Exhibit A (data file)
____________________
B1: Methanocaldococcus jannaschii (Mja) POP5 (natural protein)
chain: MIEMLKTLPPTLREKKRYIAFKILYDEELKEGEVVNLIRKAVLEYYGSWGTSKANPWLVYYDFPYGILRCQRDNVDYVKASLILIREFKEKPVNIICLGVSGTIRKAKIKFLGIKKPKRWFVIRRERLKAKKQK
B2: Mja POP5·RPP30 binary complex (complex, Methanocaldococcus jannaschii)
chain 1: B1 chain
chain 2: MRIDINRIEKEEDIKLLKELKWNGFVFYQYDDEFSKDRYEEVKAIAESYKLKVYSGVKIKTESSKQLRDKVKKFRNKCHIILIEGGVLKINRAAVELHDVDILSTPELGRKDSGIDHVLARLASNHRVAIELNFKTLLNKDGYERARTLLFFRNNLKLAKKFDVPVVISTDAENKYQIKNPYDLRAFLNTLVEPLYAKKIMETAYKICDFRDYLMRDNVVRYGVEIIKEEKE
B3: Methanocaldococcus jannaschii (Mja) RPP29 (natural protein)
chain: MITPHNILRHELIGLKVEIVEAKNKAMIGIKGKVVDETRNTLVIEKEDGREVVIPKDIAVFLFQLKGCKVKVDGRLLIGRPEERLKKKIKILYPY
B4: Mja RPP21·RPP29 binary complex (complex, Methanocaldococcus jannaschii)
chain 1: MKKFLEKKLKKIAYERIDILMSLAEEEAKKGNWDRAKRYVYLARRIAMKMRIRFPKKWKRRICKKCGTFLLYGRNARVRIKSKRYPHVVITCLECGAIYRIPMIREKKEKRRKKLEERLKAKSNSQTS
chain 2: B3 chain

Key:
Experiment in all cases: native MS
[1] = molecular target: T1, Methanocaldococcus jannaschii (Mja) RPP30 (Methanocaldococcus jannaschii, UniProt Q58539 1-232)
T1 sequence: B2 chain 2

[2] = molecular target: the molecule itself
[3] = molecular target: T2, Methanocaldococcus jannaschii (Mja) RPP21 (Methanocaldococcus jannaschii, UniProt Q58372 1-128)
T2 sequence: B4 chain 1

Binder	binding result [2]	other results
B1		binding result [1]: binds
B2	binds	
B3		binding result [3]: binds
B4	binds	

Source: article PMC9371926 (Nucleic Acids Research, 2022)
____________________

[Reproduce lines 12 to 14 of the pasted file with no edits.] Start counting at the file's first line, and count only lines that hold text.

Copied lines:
Experiment in all cases: native MS
[1] = molecular target: T1, Methanocaldococcus jannaschii (Mja) RPP30 (Methanocaldococcus jannaschii, UniProt Q58539 1-232)
T1 sequence: B2 chain 2